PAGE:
The National Association of Realtors reported Thursday morning that existing home sales rose 2% in December after a 6% decline in the prior month.
“We lost some momentum toward the end of 2013 from disappointing job growth and limited inventory, but we ended with a year that was close to normal given the size of our population,” said NAR chief economist Lawrence Yun.
Existing single-family home sales rose to a 4.87 million seasonally adjusted annual rate in December from a downwardly revised 4.82 million rate in November.
“Despite the frigid temperatures that hit most of the country, it bodes well for 2014 that sales warmed up for the first time in three months, well ahead of spring selling season,” said Quicken Loans vice president Bill Banfield.
Overall, existing home sales are up 9.2% from 2012, which marks the strongest performance since 2006.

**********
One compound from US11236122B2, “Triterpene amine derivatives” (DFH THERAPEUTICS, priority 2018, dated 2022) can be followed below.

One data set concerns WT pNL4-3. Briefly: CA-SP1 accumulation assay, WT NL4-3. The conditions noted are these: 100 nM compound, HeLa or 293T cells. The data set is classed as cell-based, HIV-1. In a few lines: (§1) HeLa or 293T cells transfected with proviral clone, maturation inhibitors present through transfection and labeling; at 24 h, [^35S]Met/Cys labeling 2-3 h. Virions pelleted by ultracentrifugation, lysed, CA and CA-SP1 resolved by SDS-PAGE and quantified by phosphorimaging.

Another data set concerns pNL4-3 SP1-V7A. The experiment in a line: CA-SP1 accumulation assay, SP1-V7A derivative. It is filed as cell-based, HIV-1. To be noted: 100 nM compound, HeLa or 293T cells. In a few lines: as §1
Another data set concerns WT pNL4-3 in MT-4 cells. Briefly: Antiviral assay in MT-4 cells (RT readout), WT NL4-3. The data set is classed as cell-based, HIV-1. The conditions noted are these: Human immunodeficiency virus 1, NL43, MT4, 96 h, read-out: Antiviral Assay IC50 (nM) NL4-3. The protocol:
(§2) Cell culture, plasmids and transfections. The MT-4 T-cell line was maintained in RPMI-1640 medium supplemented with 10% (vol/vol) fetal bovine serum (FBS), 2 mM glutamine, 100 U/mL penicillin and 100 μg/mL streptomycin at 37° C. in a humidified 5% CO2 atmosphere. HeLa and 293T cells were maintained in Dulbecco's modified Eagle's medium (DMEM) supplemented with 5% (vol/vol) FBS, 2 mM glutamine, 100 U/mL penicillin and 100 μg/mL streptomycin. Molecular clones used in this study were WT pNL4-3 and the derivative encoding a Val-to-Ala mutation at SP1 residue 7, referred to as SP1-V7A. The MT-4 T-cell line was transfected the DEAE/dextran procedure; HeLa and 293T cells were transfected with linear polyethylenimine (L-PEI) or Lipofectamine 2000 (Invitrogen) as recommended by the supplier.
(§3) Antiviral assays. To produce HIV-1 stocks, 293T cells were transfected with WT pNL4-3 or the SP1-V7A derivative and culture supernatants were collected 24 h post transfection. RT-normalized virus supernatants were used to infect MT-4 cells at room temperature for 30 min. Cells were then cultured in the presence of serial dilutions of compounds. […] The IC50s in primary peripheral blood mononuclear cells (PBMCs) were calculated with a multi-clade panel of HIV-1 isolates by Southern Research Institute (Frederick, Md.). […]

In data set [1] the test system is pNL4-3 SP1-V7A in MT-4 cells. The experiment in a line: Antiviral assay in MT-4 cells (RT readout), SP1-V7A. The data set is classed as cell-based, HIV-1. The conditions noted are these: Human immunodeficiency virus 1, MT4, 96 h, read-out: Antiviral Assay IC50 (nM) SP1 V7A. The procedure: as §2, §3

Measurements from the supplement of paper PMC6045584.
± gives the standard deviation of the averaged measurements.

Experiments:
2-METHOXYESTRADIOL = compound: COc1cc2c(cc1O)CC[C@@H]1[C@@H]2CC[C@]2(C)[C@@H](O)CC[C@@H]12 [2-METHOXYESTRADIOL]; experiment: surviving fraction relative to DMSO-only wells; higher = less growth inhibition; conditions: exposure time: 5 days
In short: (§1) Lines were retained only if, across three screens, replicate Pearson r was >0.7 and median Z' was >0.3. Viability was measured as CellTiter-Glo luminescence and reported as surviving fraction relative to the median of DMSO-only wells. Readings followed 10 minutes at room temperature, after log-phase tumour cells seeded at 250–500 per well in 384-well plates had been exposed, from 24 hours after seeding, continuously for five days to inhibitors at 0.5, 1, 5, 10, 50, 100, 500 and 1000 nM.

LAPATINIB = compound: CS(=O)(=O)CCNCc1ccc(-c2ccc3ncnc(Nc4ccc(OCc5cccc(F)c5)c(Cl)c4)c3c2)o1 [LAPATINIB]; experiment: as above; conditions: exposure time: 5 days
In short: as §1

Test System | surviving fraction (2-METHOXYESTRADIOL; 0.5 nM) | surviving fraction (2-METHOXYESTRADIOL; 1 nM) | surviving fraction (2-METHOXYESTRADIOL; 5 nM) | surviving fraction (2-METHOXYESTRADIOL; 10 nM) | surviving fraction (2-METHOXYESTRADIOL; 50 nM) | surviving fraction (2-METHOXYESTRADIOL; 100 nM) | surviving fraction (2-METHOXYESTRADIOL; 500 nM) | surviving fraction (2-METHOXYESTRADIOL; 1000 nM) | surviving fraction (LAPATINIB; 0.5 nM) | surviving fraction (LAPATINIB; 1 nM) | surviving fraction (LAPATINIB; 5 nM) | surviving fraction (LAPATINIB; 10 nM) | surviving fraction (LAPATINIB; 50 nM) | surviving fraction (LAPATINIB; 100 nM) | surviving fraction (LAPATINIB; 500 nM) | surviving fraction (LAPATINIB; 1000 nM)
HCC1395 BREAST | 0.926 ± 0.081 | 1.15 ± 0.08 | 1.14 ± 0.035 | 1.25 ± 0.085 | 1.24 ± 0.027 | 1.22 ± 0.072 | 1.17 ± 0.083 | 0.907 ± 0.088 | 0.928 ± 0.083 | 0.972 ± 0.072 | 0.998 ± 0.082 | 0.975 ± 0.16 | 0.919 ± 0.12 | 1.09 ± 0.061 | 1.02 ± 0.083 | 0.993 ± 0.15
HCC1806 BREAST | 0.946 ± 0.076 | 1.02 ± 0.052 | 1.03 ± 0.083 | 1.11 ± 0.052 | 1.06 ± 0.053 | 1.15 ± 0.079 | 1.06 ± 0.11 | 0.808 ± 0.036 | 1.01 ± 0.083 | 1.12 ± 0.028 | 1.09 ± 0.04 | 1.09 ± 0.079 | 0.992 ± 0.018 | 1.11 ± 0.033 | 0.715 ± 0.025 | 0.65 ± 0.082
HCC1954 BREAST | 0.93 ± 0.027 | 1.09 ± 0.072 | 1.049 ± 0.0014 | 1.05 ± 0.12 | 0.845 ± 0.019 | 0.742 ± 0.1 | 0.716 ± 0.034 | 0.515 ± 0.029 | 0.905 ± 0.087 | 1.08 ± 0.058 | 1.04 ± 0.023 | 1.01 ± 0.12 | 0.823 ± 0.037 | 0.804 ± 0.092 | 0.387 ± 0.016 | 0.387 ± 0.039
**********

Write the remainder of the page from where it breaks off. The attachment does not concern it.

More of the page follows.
“Existing-home sales have risen nearly 20% since 2011, with job growth, record low mortgage interest rates and a large pent-up demand driving the market,” Yun said.
Realtors are looking for 2014 to be another strong year, according to NAR president Steve Brown.
“The only factors holding us back from a stronger recovery are the ongoing issues of restrictive mortgage credit and constrained inventory,” he said. “With strict new mortgage rules in place, we will be monitoring the lending environment to ensure that financially qualified buyers can access the credit they need to purchase a home.”
All-cash sales comprised 32% of sales in December, up from 29% a year ago. “Individual investors, who account for many cash sales, purchased 21% of homes in December,” NAR said, unchanged from 2012.
Mortgage lenders are hoping the percentage of cash sales will decline this year and more buyers will need financing.